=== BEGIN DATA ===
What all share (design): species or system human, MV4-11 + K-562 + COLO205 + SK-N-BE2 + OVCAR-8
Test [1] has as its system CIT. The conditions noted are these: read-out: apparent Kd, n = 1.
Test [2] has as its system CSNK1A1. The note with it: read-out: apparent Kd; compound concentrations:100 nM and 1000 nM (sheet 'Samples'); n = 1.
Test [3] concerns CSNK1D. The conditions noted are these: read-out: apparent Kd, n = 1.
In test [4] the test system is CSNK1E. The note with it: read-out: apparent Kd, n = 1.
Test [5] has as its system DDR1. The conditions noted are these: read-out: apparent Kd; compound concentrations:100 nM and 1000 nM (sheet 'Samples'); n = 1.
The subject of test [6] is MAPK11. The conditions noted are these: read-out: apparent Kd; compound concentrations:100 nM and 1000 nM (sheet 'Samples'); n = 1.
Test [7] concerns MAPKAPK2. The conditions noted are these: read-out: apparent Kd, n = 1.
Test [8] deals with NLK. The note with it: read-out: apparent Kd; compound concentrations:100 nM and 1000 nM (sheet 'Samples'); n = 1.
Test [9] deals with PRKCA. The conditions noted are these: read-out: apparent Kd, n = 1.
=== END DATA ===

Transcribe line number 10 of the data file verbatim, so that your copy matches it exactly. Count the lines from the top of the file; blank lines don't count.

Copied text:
Test [9] deals with PRKCA. The conditions noted are these: read-out: apparent Kd, n = 1.